Linen Curtains

Oye... I'm having flashbacks of my childhood days, trying to write in my diary.  The story would go something like this:

After picking out a new diary from the Disney/Sanrio Store (you know Hello Kitty, right?), I'd get home and write an entry along the lines of "Dear Diary, I am so excited to write in you EVERY day."

The rest of the diary would be completely empty.

I do not want my blog to be my "diary" of my adult years, so I'm checking in with you all!!  Since I last posted about our fabulous new fireplace, I've made so many other updates to our new place - many of which I'll be posting about soon enough, but for today, let's talk about the new curtains have gone up in our dining room.

They are a light grey.

They are linen.

They are perfection.

Here's a close-up of the fabric...

Gorgous right??

You'll never guess where they are from...

I'll just tell you - Ikea.  Yup.  Ikea is amazing.  Two 98" linen curtain panels for $50.  Can you believe it?!

I have my sister to thank for this amazing steal - she found them originally as she's been furnishing their new house.  After doing some Googling, I found that the Aina Curtains (that's the name in case you want to find them online or in-store) have quite the following.  And why wouldn't they?!  They are so cheap for such a luxe looking curtain panel!

My favorite posting about them came from Rosa Beltran Design - she has posted some really amazing photographs of the different rooms she's designed using these curtain panels, but it was this photo that sold me on the grey...

Stunning, right??

I'm still toying with the idea of adding on curtain rings like the above photo, but for now I like them as is.  Plus I'm lazy, so there's that...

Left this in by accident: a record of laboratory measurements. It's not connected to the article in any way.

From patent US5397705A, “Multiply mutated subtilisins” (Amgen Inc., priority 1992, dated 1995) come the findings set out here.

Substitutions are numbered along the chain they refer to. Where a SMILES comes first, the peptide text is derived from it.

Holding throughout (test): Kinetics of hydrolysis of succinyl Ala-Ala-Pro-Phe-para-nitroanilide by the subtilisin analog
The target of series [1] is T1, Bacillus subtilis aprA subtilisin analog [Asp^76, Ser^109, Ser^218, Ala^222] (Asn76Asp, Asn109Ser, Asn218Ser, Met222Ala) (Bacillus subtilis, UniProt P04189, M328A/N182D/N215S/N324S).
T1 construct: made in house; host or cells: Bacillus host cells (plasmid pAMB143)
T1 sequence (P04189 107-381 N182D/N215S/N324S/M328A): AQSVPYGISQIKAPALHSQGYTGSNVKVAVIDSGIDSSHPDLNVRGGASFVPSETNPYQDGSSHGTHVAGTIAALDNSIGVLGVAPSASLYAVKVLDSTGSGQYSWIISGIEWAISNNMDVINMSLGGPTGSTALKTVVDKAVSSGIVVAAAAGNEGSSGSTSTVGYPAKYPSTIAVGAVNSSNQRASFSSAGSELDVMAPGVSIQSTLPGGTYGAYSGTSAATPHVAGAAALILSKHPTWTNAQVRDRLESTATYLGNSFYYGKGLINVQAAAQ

It's not that we didn't have curtains in here before - I'd actually hung up the ivory silk panels that had been hanging in our living room at our last place, but with the current paint color, it was looking very yellow.  The rug wasn't helping matters either...

I'm not saying I hated the silk panels that I'd hung initially... I'm just saying that the walls made the curtains seem really yellow, and vice versa.  It sort of cheapened how these curtains felt, and I didn't love them.

Eventually we are going to paint the dining room, but after tackling the massive job of painting the living room (twice), and as I'm gearing up to paint the kitchen and breakfast nook (which will require A LOT of painting), the walls in the dining room are going to stay as is.  We're going to pretend the scuffs I couldn't get off the walls aren't there in the meantime.  And honestly, once we hang up the shelves (you can see them leaning against the wine hutch on the right hand side of the room), artwork, and everything else, the scuffs will sort of fade away. Fingers crossed.

I actually think that with the grey curtains the walls look quite a bit more "tan" than "yellow" - don't you think?

Another close up of the curtains hanging up - they are wrinkled since I photographed this after just taking them out of the package, but I've steamed them since, and they are wrinkly in the way that linen should be... not like they'd been sitting in a hot car for days all crumpled up.

Since taking these pictures, the room has already come a bit further, but we're at a crossroads.

Originally, we'd decided to use this room as an office, and after sitting at the table a few times for "formal" meals, we're kind of liking it as a formal dining room.  

We were at West Elm over the weekend, and Kris was the one who was fawning over one of their dining tables.  It was one of the few times he's rendered me speechless.  I was all, who are you, and what have you done with my fiance?! In his defense, the table was kind of awesome - but it didn't have leaves, so I'm on the fence about it.  It could only ever seat 6... 8 if you squeezed... so it seems sort of limiting.

Anyway, if this does stay as a dining room, it may change my plans for hanging the shelves as an "office" so I've been hesitant to put holes in the walls...

What should we do?

I think the answer is "wait some more" since we just spent a small fortune buying a new sofa.


We BOUGHT A NEW SOFA - after talking about it for 2 years.  I forced Kris into making a decision last weekend.  Hooray!  The sofa is being made right now, so it won't be here for another 2 months.... but it's gorgeous.  Trust me.  You'll obviously hear all about it (and see it) once it's here!

Happy Wednesday!